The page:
Twins show interest in free agency rights Michael Wacha, according to Dan Hayes and Aaron Gleeman of The Athletic. At this point, there are no signs that negotiations between the parties are particularly serious, but should a deal finally come together, Wacha will give Minnesota a veteran arm and help stabilize the back of the rotation. increase.

Wacha, 31, posted a sharp 3.32 ERA in 127 and 1/3 innings in 2022 for the Red Sox, but his strikeout rate of less than 20.2% and a fastball averaging 93.2 mph are his previous career lows. was recorded. Wacha’s walk rate of 6.0% was excellent, but his in-play ball luck (.260 BABIP) and his career-best 80.3% strand rate (72.9% career-hit mark his mark) (outperformed by more than 7 percentage points in the On defense-independent metrics, Wacha was generally felt solid, but not quite as much as his baseline ERA (4.14 FIP, 4.07 SIERA) suggested.

But it was Wacha’s first productive season since the 2018 campaign. (741 innings, 3.77 ERA, 3.68 FIP, 4.07 SIERA). However, starting in 2019-21, Washa posted a 5.11 ERA in his 1/3 innings with 285, making a string of free agency runs while dealing with an unprecedented level of home run susceptibility. settled on his one-year contract. Wacha averaged 1.83 home runs per nine innings pitched from 2013-18, but from 2013-18, he gave up only 0.86 long balls per nine innings pitched.

The fit with the Twins is at least a little confusing, if only because of the number of comparable options Minnesota already has in its rotation. Sonny Gray, Joe Ryan, Tyler Murray, Kenta Maeda When bailey overwith depth options including prospects like Louis Verland, Josh Winder, Simeon Woods Richardson When Matt Cantellino (among others).

That being said, Gray, Mare, Maeda and Over have each dealt with injury issues in 2022. Gray went through multiple IL stints due to a hamstring strain. Mare has been on the disabled list twice with his shoulder injury. Over, meanwhile, missed about half the season with a sore groin. And, of course, Maeda won’t be pitching in 2022 as he’s recovered from Tommy John surgery in 2021. Given the lengthy layoffs and his 22-year total innings shortfall, Maeda will have his workload monitored in 2023.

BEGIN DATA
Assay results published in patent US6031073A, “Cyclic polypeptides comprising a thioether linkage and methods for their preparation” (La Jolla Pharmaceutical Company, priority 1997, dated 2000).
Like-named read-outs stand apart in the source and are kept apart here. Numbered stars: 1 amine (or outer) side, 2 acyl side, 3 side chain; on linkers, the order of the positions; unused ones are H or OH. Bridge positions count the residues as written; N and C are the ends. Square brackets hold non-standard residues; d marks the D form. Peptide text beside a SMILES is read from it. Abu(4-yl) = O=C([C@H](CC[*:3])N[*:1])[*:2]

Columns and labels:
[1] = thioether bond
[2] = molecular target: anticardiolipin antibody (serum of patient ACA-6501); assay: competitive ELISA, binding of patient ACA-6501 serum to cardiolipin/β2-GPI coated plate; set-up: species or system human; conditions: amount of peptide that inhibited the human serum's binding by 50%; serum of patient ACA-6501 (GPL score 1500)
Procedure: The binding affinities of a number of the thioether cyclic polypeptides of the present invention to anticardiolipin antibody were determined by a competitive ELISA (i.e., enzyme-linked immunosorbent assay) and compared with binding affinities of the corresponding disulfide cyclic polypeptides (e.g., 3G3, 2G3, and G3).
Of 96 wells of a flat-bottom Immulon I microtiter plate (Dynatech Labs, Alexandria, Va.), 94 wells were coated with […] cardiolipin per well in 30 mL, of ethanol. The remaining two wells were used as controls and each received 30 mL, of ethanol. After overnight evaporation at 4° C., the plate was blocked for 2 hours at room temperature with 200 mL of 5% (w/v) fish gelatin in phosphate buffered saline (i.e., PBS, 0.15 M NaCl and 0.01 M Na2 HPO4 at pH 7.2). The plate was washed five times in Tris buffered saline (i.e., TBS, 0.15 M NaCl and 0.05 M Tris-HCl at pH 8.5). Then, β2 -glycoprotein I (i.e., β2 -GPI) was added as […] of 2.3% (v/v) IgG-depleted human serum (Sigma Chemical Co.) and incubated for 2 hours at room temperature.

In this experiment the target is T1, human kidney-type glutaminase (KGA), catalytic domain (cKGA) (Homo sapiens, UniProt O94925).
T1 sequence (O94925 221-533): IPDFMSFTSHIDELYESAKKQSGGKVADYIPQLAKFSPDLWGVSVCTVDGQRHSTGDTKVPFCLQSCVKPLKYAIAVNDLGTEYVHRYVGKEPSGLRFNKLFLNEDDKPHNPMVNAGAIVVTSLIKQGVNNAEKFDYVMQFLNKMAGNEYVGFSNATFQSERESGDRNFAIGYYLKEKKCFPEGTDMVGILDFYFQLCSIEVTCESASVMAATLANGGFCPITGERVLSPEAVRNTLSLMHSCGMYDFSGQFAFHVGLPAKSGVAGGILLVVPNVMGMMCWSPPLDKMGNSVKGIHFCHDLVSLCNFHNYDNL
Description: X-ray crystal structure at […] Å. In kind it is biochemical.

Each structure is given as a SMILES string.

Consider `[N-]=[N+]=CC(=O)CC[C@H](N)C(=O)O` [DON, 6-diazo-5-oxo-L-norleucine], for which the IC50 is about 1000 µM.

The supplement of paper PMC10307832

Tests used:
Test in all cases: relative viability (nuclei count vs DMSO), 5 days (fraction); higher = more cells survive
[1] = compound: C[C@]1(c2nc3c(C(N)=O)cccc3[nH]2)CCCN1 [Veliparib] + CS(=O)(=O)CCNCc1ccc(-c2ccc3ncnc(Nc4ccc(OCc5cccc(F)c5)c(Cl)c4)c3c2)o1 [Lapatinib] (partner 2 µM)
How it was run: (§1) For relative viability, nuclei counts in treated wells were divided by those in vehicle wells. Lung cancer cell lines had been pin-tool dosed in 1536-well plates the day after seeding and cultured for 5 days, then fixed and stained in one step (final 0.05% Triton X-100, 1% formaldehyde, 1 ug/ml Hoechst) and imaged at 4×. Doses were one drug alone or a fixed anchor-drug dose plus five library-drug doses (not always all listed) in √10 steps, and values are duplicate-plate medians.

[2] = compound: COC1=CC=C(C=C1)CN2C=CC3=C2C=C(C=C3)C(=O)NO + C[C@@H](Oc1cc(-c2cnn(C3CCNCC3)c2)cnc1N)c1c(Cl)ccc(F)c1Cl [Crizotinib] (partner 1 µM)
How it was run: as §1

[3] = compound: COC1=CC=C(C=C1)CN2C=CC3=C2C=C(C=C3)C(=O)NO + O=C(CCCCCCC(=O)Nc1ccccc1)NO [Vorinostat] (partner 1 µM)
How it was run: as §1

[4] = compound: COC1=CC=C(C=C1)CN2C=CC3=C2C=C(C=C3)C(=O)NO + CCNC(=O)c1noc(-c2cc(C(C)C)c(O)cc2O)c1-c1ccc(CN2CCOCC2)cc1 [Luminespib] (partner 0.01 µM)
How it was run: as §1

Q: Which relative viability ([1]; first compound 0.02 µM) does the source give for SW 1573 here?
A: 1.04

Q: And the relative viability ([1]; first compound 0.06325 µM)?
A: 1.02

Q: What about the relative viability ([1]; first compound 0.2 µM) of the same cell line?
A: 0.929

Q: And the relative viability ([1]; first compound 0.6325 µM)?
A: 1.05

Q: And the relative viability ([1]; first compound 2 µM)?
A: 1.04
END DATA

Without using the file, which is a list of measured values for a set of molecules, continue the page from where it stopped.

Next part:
Adding Washa to the fold provides injury insurance, but Washa itself has a long history of injuries. He has been on the injured reserve list four times with shoulder injuries during his 10-year MLB career, and last season alone he also missed more than a month. He was also sent to injured reserve by oblique and intercostal strains, patellar tendonitis in his left knee and a hamstring strain, most of which were overcome in a relatively short period of time, but the 2019 oblique strain and his 2014 shoulder stress reaction resulted in a 60-day stint at IL.

Signing Washa and other veteran starters would give the Twins another capable arm to help keep the starting staff together, but would make the front office even more daring to pursue upgrades in the trade market. Much of Minnesota’s offseason hinged on re-signing efforts. Carlos Correaand that ship probably technically hasn’t sailed yet — Correa and the Mets have yet to announce a deal while they address concerns about the infielder’s body — it’s clear he could return. Meanwhile, most of the game’s top free agents have signed elsewhere, leaving little choice to pursue now that the Twins have missed their top target.

Twins sign catcher Christian Vasquez Outfielder Joey Gallo, and therefore not fully dormant until this point in winter. Still, it needs more upgrades in various places on the roster. Just as a deal with Gallo seemed to create more potential to trade one of the organization’s many left-handed outfielders, the addition of the rotation included some of that pitching depth. It may lead to trading possibilities.

As far as salaries go, the Twins can virtually afford any free agent or trade target of their choice at this point. Byron BuxtonGray, Gallo, Vasquez, Max Kepler, Jorge Polanco and Maeda are guaranteed $67.625 million combined for 2023, bringing Minnesota’s expected arbitration salaries to just under $32 million. The Twins aren’t particularly close to his $140 million or more spent on the 2022 payroll.

The Orioles had a generally quiet offseason when it came to Wacha, as they were the only team publicly associated with the veteran right-hander. But he was one of the few free agency starters to finish a solid season. Johnny Cueto, Zach Greinke When Zach Davis On that point. At this point, Wacha is probably the top free agent starter remaining based on a combination of age and track record, so it’s easy to imagine his market picking up momentum in the coming weeks.

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